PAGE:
Note: This post is an excerpt from the new book by Adam Beck, Maximize Your Child’s Bilingual Ability: Ideas and inspiration for even greater success and joy raising bilingual kids, available worldwide as a paperback or e-book.
In English, the verb to like, in the present tense, is easy and straightforward to learn and to teach young learners.
Let’s have a look at the verb to like, in a few simple forms ….
To begin with, we are just going to encourage children to talk about themselves and what they like. For children whose mother tongue is Spanish, it is important for them to not change the verb format based on the object, as we do in Spanish.
When we learn a language, it is very important to learn about the country’s culture and traditions, as only then you will be able to fully understand the language, the country and its people. That’s why today we will talk about a Spanish Christmas and the traditions that are enjoyed in Spain.
All over the world, Christmas is seen as a time of the year to spend with our loved ones, to relax for those few days off and also as a time to give and to receive both love and presents.
Josh & Francesca on the beach at Christmas in Spain!
Here are some of the most common Spanish Christmas Traditions…
La Campaña de Navidad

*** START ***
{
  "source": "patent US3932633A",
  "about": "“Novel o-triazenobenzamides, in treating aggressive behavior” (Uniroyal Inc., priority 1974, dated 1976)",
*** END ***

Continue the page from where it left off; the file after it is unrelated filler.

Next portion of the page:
In Spain, it is normal to start seeing Christmas decorations around November and they increase un number as the 25th of December gets closer. Many important buildings are decorated as well as the streets and houses. Around November is when the “Campaña de Navidad” (Christmas campaign) begins. It is carried out in most shopping malls as well as smaller stores. The main point of the “Campaña de Navidad” is to decorate the stores with Christmas’ decorations and offer deals and have sales to encourage people to start their Christmas shopping early.
El Portal de Belén
A very typical decoration found in Spain during this time is the “Portal de Belén” which is a representation of Jesus and his parents. These decorations can be found in houses as well as stores, bars and restaurants and, in some parts of the country, when it gets closer to Christmas, you may find live representations of this tradition on the streets in the form of a live nativity.